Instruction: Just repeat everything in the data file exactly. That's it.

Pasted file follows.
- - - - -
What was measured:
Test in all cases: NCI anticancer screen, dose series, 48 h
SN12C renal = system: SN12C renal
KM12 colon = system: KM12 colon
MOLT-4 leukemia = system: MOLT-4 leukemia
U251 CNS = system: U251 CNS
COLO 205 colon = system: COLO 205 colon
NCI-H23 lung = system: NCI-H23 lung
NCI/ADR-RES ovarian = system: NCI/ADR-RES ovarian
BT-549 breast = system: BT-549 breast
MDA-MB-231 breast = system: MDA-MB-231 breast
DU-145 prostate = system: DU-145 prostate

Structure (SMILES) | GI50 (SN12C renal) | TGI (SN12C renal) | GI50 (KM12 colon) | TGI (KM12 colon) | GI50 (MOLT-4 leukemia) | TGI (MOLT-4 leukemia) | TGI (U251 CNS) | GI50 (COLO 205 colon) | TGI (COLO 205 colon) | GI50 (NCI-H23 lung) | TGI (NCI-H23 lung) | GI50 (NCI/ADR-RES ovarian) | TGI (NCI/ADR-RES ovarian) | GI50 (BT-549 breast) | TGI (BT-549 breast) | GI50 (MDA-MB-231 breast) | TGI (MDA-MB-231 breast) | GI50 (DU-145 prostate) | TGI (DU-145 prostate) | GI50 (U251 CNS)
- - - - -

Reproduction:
What was measured:
Test in all cases: NCI anticancer screen, dose series, 48 h
SN12C renal = system: SN12C renal
KM12 colon = system: KM12 colon
MOLT-4 leukemia = system: MOLT-4 leukemia
U251 CNS = system: U251 CNS
COLO 205 colon = system: COLO 205 colon
NCI-H23 lung = system: NCI-H23 lung
NCI/ADR-RES ovarian = system: NCI/ADR-RES ovarian
BT-549 breast = system: BT-549 breast
MDA-MB-231 breast = system: MDA-MB-231 breast
DU-145 prostate = system: DU-145 prostate

Structure (SMILES) | GI50 (SN12C renal) | TGI (SN12C renal) | GI50 (KM12 colon) | TGI (KM12 colon) | GI50 (MOLT-4 leukemia) | TGI (MOLT-4 leukemia) | TGI (U251 CNS) | GI50 (COLO 205 colon) | TGI (COLO 205 colon) | GI50 (NCI-H23 lung) | TGI (NCI-H23 lung) | GI50 (NCI/ADR-RES ovarian) | TGI (NCI/ADR-RES ovarian) | GI50 (BT-549 breast) | TGI (BT-549 breast) | GI50 (MDA-MB-231 breast) | TGI (MDA-MB-231 breast) | GI50 (DU-145 prostate) | TGI (DU-145 prostate) | GI50 (U251 CNS)